New standards tackle XML document security, furthering its enterprise possibilities.
It seems that over the past few years, XML's mindshare has moved from "Interesting idea, but will it ever catch on?" to "Absolutely the way to go for any kind of data interchange."
XML is on a roll, and with good reason: The incremental complexity it introduces in the form of parsers, bandwidth consumption, and developers' learning curves has been more than offset by gains in compatibility both between disparate programs and environments, and between different versions of the same program.
With XML's adoption accelerating at a geometric rate, security in and for XML documents is getting quite a bit of attention. The extent to which XML needs security, and the mechanism for providing it, is still a subject of debate and development.
There are a few key reasons why XML needs security. The first is the increasing use of XML in automated systems. Emerging Web services technologies all use XML as the underlying structure for transmitted data. To use Web services for mission- critical applications, the data they process and return must be trustworthy. The possibility that a malformed request or response could propagate across multiple Web services providers means requests and responses must be validated.
Another reason for XML security is the sheer convenience of having a single, canonical copy of any important information. Today, if someone can read an XML document, they can read the document in its entirety. This needlessly limits the usefulness of XML.
For example, if a company wanted to send out XML documentation of weekly personnel changes, much of the information would be useful to everyone (name, e-mail address, etc.). Salary information should only go to accounting, while personal information should only go to HR. In today's XML world, XSLT would probably be used to convert the single complete document into multiple, less-complete documents. This needless extra step creates a greater margin for error, either by corruption of the data itself or through versioning problems.
Standards in Sight
XMLEnc and XACML/SAML may solve the problem. As usual, there's a tradeoff between complexity and functionality; XMLEnc is simple and elegant, while the XACML/SAML approach is significantly more complex but probably offers greater flexibility.
XMLEnc is a clever approach. It works by encrypting parts of the actual XML document. However, it's more powerful than that sounds. Because different regions can be encrypted with different keys, a single XML document will yield different content to different users or systems, depending on which decryption key(s) they have.
In the previous example, a single document could be prepared with all of the information, and each department's personnel or automated systems would be able to read only the public data, along with any encrypted data for which they had the key. All the encrypted data is still there, so cryptography breakthroughs or leaks of keys could compromise the encrypted data.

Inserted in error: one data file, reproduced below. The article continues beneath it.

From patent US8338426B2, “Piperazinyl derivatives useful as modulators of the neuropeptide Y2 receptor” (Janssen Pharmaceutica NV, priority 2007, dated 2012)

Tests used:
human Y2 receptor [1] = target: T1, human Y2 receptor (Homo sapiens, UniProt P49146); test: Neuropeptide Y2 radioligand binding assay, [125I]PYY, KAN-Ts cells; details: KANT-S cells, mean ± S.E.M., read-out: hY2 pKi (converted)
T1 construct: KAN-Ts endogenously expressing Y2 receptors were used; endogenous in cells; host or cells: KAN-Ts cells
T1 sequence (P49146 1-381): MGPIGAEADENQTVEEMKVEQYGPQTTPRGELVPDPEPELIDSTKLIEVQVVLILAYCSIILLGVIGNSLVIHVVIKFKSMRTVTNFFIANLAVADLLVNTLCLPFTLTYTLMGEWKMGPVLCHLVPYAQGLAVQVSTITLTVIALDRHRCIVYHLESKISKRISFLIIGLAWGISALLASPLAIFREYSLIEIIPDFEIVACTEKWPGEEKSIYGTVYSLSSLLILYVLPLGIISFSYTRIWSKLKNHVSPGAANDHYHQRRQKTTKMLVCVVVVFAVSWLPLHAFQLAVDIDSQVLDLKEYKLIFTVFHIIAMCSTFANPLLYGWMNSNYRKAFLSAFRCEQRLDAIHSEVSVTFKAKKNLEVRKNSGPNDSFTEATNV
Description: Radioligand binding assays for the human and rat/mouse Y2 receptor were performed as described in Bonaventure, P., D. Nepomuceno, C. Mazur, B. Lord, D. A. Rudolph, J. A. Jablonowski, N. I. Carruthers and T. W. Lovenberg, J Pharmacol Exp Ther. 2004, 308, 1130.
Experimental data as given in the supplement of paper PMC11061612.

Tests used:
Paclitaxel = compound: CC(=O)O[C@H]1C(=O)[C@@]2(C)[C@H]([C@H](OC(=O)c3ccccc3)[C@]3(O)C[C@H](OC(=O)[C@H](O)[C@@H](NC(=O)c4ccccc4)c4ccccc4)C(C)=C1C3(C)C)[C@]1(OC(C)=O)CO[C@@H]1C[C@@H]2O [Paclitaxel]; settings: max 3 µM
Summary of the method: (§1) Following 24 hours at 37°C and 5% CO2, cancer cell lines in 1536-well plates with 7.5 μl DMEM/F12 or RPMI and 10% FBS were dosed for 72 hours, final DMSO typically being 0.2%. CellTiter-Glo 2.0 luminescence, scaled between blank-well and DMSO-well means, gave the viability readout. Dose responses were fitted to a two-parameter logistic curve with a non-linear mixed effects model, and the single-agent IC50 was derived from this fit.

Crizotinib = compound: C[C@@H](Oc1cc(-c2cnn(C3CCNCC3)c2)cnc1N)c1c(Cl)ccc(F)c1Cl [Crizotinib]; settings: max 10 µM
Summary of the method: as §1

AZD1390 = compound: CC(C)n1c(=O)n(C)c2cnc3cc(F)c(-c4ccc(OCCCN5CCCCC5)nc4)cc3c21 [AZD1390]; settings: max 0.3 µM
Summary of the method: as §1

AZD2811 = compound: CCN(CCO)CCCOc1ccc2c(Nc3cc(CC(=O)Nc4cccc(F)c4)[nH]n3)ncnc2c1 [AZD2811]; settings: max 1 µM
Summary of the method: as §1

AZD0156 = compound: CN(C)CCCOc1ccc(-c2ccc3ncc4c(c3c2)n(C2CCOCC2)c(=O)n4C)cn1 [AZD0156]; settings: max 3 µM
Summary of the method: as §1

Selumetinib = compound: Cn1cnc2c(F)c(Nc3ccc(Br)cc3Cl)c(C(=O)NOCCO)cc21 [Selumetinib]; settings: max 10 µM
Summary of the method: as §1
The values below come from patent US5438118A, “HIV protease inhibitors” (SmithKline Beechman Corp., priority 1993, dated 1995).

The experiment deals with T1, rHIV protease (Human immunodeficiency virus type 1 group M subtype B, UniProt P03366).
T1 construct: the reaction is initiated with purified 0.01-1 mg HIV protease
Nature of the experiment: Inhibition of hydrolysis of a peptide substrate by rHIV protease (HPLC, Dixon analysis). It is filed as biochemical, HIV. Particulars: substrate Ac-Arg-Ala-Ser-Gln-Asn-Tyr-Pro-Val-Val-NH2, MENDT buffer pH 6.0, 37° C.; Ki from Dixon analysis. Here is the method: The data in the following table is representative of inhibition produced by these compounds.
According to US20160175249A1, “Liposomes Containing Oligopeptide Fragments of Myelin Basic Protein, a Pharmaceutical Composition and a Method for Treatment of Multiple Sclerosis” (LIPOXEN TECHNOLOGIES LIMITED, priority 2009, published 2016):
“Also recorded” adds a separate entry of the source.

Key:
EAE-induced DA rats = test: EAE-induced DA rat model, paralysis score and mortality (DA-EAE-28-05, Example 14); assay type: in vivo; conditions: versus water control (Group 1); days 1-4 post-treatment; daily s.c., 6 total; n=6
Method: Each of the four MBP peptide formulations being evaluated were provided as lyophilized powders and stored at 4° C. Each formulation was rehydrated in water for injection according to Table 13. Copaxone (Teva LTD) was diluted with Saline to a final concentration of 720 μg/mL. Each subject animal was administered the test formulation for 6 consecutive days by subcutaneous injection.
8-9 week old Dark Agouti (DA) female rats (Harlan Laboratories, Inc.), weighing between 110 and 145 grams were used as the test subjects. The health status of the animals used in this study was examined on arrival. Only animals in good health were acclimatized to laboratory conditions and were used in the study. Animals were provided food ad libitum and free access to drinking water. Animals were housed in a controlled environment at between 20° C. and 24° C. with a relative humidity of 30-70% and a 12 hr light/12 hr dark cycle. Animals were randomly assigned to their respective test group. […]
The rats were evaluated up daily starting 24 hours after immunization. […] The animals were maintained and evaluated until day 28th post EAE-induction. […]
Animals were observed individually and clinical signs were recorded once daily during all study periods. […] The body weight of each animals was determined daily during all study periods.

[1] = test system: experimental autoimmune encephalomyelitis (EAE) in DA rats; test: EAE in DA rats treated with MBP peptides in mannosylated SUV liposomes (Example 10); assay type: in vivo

XACML and SAML are complementary technologies. XACML is a schema for defining permissions on XML documents. The neat thing here is that, much like file system access lists we're all used to, XACML allows read and/or write permissions to be defined on a per-user or per-document basis. As such, it's quite a bit more flexible than XMLEnc: individual user permissions can be modified and write access is supported.
The SAML schema defines requests and responses whereby an application can inquire about access to an XML document or node. SAML requests are relayed using SOAP over HTTP to a system that evaluates the request and returns an appropriate response. In this system, tags are embedded in the original XML document to instruct parsers about where to send SAML requests.
The downside to XACML/SAML is its approach is only useful in a situation where the XML is hosted remotely. If a user had access to the raw XML file in its entirety, the security provisions would be useless. That's probably not a huge concern for most complex applications, but it does make the specification less useful for lower-end applications (like e-mailing an XML file). In that case, XMLEnc is the only real choice.
Both XMLEnc and XACML/ SAML probably have a place. XMLEnc is valuable because standalone XML files can benefit from it, while XACML/SAML allows for greater granularity of controland read/write access. My guess is that they will both survive, and will be used in different situations.
Other Initiatives Underway
Those are the two main approaches being developed to allow for confidentialityfor XML documents. The field of security is much broader than that, and there are other initiatives underway in other areas. Most notably, the triumvirate of XML-Sig, XML-KISS and XML-KRSS, which use public key encryption to ensure that XML documents aren't tampered with.
XML-Sig and XMKS are complimentary to XMLEnc; they allow for a standalone file to offer some security features. Unlike XMLEnc, which aims to restrict access to some nodes, XML-Sig and XMKS serve to ensure that the file is cryptographically signed (that is, it hasn't been modified from the original).
The XML security debate continues today, and will go on for some time. It's very likely that more than a single protocol will prevail.
Laura Wonnacott is VP of Business and Technology Development for Aguirre International, and a California State University system instructor.